In 2018, 55 per cent of the world’s population lived in cities. By 2050, two-thirds of all humanity will be urban. The speed and the scale of urbanisation impose many challenges on sustainable development, challenges that cannot be met if there are no significant changes in the way we develop our urban areas. Cities should meet our needs, without compromising the environment. The challenges though are numerous, including air pollution and global warming. In 2016, 9 out of 10 people living in urban areas were exposed to air that did not meet the World Health Organisation air quality standards for particulate matter. Cities are also major contributors to climate change. Even though they occupy just 2 per cent of the Earth’s surface, they account for 78 per cent of the world’s energy consumption and produce more than 60 per cent of greenhouse gas emissions. Other environmental challenges in urban areas include the negative environmental impacts on water quality, land-use and waste management.
The environmental challenges in urban areas have attracted the attention of academic research, in the scope of proposing ways that ensure sustainable urban planning. Research at the intersection of urban and environmental economics offers valuable insights into the optimal urban structure in cities with smaller or larger population sizes. Among the relevant questions are the following: how does environmental quality affect the decisions of individuals with respect to where to reside in the interior of a city? What is the optimal urban structure for a city that has high levels of industrial pollution as opposed to a city exposed to traffic-induced pollution? Drawing on examples from my own research, I will show how urban pollution affects the internal structure and the size of cities and discuss policies that serve to efficiently manage urbanisation and create sustainable cities.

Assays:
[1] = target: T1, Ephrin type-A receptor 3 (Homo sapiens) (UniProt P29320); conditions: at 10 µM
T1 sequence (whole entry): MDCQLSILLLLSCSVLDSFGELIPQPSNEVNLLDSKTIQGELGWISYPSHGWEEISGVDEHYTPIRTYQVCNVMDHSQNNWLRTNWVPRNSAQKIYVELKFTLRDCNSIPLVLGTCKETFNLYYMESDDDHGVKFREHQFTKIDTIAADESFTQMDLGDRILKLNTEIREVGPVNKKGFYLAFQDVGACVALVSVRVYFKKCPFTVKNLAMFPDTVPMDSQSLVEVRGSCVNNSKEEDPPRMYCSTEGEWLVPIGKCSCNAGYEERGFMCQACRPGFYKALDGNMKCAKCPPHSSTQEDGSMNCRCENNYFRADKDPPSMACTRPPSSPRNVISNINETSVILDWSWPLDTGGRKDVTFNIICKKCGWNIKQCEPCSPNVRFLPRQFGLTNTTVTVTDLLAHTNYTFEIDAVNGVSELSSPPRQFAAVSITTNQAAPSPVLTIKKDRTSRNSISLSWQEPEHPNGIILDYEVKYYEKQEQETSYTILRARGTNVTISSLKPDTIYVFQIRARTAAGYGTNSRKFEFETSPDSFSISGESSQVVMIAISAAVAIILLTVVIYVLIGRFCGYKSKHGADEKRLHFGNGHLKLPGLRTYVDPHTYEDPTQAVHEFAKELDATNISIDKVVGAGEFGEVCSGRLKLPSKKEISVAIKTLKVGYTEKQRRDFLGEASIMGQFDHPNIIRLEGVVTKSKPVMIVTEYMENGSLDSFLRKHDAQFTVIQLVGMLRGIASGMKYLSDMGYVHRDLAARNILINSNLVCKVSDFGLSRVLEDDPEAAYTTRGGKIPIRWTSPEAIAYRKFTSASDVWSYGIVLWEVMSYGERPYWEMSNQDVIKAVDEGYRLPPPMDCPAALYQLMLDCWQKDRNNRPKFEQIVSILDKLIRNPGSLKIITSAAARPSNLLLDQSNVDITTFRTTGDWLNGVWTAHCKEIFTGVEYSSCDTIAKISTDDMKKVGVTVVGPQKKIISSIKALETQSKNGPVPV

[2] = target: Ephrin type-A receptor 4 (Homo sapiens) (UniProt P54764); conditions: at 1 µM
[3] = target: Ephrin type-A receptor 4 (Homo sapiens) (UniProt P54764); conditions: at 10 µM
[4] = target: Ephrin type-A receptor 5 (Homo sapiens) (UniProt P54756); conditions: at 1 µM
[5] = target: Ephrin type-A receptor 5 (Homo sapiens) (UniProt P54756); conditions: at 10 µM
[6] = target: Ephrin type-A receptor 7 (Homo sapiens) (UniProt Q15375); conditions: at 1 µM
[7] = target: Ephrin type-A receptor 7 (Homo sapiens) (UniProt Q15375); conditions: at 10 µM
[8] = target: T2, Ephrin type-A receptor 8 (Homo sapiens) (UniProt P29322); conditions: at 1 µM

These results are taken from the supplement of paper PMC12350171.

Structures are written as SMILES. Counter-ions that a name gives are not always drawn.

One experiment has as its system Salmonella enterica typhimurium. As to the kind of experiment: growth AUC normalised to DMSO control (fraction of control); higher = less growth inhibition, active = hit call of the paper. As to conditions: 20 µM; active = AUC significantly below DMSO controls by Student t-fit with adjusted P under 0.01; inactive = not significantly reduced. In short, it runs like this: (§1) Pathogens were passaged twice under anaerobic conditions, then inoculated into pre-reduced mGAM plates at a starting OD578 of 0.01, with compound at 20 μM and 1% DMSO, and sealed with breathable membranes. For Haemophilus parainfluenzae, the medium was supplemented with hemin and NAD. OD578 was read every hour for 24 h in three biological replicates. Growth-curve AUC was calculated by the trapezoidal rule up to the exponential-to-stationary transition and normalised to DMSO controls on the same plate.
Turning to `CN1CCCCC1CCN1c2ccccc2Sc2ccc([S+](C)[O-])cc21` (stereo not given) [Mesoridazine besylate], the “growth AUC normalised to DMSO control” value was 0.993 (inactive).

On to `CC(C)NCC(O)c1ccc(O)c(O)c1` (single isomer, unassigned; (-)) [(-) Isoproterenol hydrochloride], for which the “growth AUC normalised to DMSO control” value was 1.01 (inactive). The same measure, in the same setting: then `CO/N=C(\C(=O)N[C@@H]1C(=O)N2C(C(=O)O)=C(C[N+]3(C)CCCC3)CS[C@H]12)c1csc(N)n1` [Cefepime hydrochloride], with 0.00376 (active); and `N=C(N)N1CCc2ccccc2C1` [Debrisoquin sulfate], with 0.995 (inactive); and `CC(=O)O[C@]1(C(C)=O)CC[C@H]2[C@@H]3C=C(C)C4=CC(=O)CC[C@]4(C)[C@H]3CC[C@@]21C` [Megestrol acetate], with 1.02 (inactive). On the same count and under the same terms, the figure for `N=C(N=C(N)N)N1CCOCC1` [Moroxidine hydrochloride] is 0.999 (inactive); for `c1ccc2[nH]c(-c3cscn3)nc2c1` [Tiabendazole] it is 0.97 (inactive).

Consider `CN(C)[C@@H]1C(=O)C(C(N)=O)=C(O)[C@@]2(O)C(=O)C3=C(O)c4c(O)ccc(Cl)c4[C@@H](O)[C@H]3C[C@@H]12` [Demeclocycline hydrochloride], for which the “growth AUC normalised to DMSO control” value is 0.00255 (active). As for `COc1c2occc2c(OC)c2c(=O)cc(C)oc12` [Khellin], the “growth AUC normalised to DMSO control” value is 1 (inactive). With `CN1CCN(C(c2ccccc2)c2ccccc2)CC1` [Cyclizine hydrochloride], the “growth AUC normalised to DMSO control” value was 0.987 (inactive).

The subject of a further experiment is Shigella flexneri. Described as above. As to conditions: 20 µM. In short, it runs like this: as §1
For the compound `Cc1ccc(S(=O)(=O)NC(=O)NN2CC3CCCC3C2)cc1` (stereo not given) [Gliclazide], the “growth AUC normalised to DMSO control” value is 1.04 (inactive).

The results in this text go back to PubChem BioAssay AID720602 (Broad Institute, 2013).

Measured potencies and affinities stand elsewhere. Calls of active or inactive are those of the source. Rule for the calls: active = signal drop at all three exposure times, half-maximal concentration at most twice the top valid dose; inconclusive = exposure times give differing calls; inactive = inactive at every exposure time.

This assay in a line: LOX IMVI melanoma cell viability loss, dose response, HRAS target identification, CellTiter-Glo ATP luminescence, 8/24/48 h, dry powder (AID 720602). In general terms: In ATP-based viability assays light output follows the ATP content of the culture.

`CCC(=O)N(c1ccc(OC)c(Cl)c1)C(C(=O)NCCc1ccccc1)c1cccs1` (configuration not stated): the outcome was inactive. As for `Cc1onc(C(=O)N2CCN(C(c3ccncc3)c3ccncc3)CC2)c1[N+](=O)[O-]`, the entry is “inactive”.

In the second part of this lecture, I will focus on environmental challenges that I aim to tackle in my research in the future. I will discuss challenges, such as the waste management, and show how the tools of urban and environmental economics can help us design policies that will promote the establishment of a zero-waste society and the creation of resource-efficient cities and communities. I will also discuss how a shock, such as COVID-19, can permanently affect the size, the shape and the attractiveness of urban areas, and what are the implications of higher fractions of working-from-home for the future of cities and for the environment.